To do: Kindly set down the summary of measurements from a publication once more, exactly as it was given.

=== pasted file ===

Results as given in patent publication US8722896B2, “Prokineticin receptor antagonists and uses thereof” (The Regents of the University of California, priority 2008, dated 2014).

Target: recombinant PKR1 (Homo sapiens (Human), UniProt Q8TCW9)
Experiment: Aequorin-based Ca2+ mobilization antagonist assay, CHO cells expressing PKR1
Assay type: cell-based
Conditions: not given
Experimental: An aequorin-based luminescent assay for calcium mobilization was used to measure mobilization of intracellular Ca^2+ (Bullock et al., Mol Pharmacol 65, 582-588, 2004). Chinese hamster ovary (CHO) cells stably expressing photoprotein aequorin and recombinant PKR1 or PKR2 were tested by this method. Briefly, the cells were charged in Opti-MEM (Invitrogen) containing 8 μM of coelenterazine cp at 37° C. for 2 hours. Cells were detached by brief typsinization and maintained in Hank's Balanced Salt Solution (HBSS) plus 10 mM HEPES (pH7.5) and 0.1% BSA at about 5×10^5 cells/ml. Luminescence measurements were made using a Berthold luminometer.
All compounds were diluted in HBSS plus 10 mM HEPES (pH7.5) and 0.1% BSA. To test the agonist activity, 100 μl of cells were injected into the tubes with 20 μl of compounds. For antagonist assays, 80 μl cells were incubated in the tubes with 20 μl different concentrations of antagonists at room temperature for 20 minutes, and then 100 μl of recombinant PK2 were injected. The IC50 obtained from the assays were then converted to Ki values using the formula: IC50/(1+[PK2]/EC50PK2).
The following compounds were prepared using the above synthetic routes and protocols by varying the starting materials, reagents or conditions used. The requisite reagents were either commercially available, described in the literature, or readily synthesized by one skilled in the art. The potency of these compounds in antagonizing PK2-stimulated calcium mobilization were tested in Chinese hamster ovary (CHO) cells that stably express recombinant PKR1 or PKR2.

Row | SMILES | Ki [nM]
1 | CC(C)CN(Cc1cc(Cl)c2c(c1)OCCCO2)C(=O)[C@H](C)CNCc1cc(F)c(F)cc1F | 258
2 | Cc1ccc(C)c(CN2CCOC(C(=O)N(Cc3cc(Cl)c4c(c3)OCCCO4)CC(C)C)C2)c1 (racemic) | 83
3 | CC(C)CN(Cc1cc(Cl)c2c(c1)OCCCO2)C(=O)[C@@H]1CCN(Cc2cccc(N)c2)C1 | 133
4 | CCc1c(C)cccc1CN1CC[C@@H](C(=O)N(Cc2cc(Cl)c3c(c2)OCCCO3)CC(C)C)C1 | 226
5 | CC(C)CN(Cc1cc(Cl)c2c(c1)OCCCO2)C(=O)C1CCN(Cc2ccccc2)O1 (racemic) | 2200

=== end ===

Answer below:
Results as given in patent publication US8722896B2, “Prokineticin receptor antagonists and uses thereof” (The Regents of the University of California, priority 2008, dated 2014).

Target: recombinant PKR1 (Homo sapiens (Human), UniProt Q8TCW9)
Experiment: Aequorin-based Ca2+ mobilization antagonist assay, CHO cells expressing PKR1
Assay type: cell-based
Conditions: not given
Experimental: An aequorin-based luminescent assay for calcium mobilization was used to measure mobilization of intracellular Ca^2+ (Bullock et al., Mol Pharmacol 65, 582-588, 2004). Chinese hamster ovary (CHO) cells stably expressing photoprotein aequorin and recombinant PKR1 or PKR2 were tested by this method. Briefly, the cells were charged in Opti-MEM (Invitrogen) containing 8 μM of coelenterazine cp at 37° C. for 2 hours. Cells were detached by brief typsinization and maintained in Hank's Balanced Salt Solution (HBSS) plus 10 mM HEPES (pH7.5) and 0.1% BSA at about 5×10^5 cells/ml. Luminescence measurements were made using a Berthold luminometer.
All compounds were diluted in HBSS plus 10 mM HEPES (pH7.5) and 0.1% BSA. To test the agonist activity, 100 μl of cells were injected into the tubes with 20 μl of compounds. For antagonist assays, 80 μl cells were incubated in the tubes with 20 μl different concentrations of antagonists at room temperature for 20 minutes, and then 100 μl of recombinant PK2 were injected. The IC50 obtained from the assays were then converted to Ki values using the formula: IC50/(1+[PK2]/EC50PK2).
The following compounds were prepared using the above synthetic routes and protocols by varying the starting materials, reagents or conditions used. The requisite reagents were either commercially available, described in the literature, or readily synthesized by one skilled in the art. The potency of these compounds in antagonizing PK2-stimulated calcium mobilization were tested in Chinese hamster ovary (CHO) cells that stably express recombinant PKR1 or PKR2.

Row | SMILES | Ki [nM]
1 | CC(C)CN(Cc1cc(Cl)c2c(c1)OCCCO2)C(=O)[C@H](C)CNCc1cc(F)c(F)cc1F | 258
2 | Cc1ccc(C)c(CN2CCOC(C(=O)N(Cc3cc(Cl)c4c(c3)OCCCO4)CC(C)C)C2)c1 (racemic) | 83
3 | CC(C)CN(Cc1cc(Cl)c2c(c1)OCCCO2)C(=O)[C@@H]1CCN(Cc2cccc(N)c2)C1 | 133
4 | CCc1c(C)cccc1CN1CC[C@@H](C(=O)N(Cc2cc(Cl)c3c(c2)OCCCO3)CC(C)C)C1 | 226
5 | CC(C)CN(Cc1cc(Cl)c2c(c1)OCCCO2)C(=O)C1CCN(Cc2ccccc2)O1 (racemic) | 2200